* Nine is one of nation's best known media firms
* Shares expected to list Dec. 6
* Indicative price range of A$2.05 to A$2.35 a share
By Jackie Range and Thuy Ong
SYDNEY, Oct 31 Australia's Nine Entertainment Co
Pty Ltd is seeking to raise as much as $570 million
in an initial public offering, a person familiar with the
process said, a move that will help the troubled TV network pay
The IPO of one of the nation's best known media firms is
expected to be the biggest by an Australian company this year
and comes at a busy time for new listings Down Under.
The up to A$600 million offering will have an indicative
price range of A$2.05 to A$2.35 a share, the person said,
declining to be identified as the process is confidential.
That would give the company, which plans to list on Dec. 6,
a market capitalisation of A$1.9 billion to A$2.2 billion, the
Nine avoided receivership with U.S. hedge funds Oaktree
Capital Group and Apollo Global Management
taking control in a more than $3 billion debt for equity swap.
Contract for difference provider IG is offering a "grey
market" which lets its clients trade derivatives ahead of Nine's
listing based on where they think the shares will end up after
the first day of trading.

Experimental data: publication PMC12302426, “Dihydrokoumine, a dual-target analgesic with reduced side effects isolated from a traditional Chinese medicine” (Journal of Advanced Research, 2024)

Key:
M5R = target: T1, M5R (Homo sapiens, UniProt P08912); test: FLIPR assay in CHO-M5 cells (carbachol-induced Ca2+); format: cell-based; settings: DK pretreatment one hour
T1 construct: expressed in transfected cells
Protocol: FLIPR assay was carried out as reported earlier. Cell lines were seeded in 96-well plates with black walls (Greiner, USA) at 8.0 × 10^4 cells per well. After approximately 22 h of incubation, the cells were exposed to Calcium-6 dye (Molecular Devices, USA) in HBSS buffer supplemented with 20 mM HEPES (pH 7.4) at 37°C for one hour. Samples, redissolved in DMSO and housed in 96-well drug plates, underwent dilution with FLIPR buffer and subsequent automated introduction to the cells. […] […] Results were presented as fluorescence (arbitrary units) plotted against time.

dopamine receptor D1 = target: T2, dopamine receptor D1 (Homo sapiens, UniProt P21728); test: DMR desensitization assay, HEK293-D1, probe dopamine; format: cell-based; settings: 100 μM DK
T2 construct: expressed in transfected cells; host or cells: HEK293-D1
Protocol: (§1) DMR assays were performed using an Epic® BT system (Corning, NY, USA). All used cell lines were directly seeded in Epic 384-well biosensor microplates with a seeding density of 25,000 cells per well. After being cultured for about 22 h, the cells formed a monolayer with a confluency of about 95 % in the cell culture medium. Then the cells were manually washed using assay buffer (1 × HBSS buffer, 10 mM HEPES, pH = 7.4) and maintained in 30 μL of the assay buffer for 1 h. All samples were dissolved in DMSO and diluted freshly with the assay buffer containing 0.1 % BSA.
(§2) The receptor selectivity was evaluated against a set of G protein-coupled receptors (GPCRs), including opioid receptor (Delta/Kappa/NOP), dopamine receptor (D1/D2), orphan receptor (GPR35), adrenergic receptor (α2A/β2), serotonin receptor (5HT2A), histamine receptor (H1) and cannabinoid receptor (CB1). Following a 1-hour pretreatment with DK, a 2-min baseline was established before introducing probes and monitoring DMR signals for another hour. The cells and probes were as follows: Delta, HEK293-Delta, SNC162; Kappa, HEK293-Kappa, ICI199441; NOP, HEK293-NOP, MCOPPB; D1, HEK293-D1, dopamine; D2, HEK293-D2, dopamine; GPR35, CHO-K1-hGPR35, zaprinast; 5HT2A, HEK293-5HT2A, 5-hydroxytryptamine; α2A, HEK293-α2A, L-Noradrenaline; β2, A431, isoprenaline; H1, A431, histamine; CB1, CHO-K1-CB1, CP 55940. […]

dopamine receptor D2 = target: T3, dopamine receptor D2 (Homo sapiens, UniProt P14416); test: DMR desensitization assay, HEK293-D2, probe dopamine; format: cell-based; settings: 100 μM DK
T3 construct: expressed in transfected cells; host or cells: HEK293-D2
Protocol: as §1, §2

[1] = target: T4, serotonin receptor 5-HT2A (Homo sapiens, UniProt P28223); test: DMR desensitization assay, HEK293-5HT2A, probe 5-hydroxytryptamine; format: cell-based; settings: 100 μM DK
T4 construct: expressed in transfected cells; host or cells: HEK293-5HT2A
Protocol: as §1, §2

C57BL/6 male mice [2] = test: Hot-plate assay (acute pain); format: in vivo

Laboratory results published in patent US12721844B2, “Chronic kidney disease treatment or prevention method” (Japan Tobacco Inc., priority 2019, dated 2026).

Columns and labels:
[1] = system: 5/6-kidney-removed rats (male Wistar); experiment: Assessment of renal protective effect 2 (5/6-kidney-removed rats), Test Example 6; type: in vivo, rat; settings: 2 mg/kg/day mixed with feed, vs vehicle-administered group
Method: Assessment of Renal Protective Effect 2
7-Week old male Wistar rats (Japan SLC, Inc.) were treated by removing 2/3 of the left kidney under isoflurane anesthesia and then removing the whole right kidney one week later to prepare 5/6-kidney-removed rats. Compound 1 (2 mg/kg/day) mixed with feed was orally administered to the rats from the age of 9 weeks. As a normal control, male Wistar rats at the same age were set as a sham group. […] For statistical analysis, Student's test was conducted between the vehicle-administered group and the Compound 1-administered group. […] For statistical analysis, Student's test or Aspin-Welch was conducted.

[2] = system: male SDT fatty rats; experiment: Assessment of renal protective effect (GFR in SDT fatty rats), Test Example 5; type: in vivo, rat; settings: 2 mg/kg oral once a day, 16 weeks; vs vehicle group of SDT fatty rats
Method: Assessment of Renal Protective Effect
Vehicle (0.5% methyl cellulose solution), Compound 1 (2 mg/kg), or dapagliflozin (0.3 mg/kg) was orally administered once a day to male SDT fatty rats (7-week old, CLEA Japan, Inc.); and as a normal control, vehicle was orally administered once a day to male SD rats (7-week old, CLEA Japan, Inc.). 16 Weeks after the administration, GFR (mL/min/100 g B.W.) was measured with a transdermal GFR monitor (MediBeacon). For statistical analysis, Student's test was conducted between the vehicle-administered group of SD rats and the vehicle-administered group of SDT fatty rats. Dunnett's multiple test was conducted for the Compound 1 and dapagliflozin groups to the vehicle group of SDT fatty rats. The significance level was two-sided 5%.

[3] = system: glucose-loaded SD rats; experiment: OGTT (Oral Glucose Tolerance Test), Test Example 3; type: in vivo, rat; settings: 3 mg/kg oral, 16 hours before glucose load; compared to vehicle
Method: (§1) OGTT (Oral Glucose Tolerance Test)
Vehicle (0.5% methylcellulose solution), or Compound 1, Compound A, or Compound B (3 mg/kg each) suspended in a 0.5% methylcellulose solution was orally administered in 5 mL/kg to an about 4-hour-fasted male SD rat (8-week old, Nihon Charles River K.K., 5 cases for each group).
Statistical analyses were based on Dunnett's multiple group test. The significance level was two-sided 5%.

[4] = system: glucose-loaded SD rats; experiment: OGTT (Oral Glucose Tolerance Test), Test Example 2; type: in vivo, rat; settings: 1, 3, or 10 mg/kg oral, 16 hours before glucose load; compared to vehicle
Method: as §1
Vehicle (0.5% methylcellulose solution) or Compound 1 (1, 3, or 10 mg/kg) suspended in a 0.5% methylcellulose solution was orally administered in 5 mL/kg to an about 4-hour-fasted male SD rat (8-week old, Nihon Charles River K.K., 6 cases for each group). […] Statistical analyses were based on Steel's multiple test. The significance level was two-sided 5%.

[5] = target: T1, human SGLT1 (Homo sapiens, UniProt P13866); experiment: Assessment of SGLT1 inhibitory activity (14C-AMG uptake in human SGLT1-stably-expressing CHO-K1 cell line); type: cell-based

"The demand is there... It then gets back to what will the
valuation be, most are holding it at 8 to 9 times earnings,"
said Evan Lucas, IG's market strategist, adding that the
valuation was similar to rival Seven West Media Ltd.
A key uncertainty for Nine is its level of debt, said Lucas.
"Most of these TV companies have huge amount of debt and
that's always going to be an issue in a situation where you're
relying on advertising dollars which is a very demanding and
very fluctuating market," he said.
Oaktree Capital, which owns some 28 percent of Nine is
expected to offload between 20 percent and 40 percent of its
stake, the person familiar with the matter said. Apollo, which
owns a reported 26 percent, is expected to hang on to all of its
The IPO prospectus will be lodged on Monday.
A spokeswoman for Nine declined to comment.
The debt-for-equity swap, approved by creditors in January
this year, saw CVC Capital Partners Ltd's A$1.8 billion
equity investment almost wiped out.
Nine's financial woes took a turn for the worse when the
global financial crisis hit as advertising revenues collapsed
across the media sector, slashing profits at TV networks.